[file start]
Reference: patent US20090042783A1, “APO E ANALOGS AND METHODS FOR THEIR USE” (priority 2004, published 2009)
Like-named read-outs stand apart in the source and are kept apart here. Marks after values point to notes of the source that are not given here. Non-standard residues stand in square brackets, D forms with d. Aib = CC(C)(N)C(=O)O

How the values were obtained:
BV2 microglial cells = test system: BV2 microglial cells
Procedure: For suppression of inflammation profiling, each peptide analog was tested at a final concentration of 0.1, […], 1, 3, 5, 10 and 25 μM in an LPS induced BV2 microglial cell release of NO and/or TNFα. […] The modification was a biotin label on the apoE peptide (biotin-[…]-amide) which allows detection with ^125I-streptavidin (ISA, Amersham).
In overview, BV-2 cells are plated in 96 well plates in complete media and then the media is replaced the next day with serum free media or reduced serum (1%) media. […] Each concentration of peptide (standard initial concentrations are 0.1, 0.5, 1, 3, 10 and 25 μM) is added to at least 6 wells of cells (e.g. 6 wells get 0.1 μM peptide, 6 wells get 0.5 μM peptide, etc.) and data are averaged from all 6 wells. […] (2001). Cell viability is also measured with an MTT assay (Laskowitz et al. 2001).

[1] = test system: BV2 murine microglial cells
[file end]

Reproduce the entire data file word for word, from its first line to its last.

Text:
Reference: patent US20090042783A1, “APO E ANALOGS AND METHODS FOR THEIR USE” (priority 2004, published 2009)
Like-named read-outs stand apart in the source and are kept apart here. Marks after values point to notes of the source that are not given here. Non-standard residues stand in square brackets, D forms with d. Aib = CC(C)(N)C(=O)O

How the values were obtained:
BV2 microglial cells = test system: BV2 microglial cells
Procedure: For suppression of inflammation profiling, each peptide analog was tested at a final concentration of 0.1, […], 1, 3, 5, 10 and 25 μM in an LPS induced BV2 microglial cell release of NO and/or TNFα. […] The modification was a biotin label on the apoE peptide (biotin-[…]-amide) which allows detection with ^125I-streptavidin (ISA, Amersham).
In overview, BV-2 cells are plated in 96 well plates in complete media and then the media is replaced the next day with serum free media or reduced serum (1%) media. […] Each concentration of peptide (standard initial concentrations are 0.1, 0.5, 1, 3, 10 and 25 μM) is added to at least 6 wells of cells (e.g. 6 wells get 0.1 μM peptide, 6 wells get 0.5 μM peptide, etc.) and data are averaged from all 6 wells. […] (2001). Cell viability is also measured with an MTT assay (Laskowitz et al. 2001).

[1] = test system: BV2 murine microglial cells